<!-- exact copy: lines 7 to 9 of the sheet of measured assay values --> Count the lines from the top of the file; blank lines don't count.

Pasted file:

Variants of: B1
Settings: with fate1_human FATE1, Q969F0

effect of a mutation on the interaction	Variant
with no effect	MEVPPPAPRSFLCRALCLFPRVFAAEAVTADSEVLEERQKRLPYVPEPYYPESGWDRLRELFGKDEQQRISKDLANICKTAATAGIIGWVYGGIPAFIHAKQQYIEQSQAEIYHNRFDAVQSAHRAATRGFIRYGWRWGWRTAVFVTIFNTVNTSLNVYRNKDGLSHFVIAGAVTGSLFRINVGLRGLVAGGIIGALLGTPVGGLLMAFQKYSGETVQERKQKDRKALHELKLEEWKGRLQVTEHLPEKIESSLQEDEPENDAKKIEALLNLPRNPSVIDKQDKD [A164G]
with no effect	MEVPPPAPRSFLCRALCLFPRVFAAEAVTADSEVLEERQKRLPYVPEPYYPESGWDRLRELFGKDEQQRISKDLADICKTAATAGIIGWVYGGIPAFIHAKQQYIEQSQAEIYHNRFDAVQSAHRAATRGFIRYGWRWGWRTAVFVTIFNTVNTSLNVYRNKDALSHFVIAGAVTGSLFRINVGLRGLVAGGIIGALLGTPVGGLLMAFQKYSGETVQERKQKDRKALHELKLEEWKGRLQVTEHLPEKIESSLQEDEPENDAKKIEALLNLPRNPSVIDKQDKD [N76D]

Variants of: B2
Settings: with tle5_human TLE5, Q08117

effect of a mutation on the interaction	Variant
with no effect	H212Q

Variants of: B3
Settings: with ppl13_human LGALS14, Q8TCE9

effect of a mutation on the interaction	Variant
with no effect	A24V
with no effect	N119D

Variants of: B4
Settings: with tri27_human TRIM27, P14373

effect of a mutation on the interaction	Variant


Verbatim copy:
Settings: with tle5_human TLE5, Q08117

effect of a mutation on the interaction	Variant
with no effect	H212Q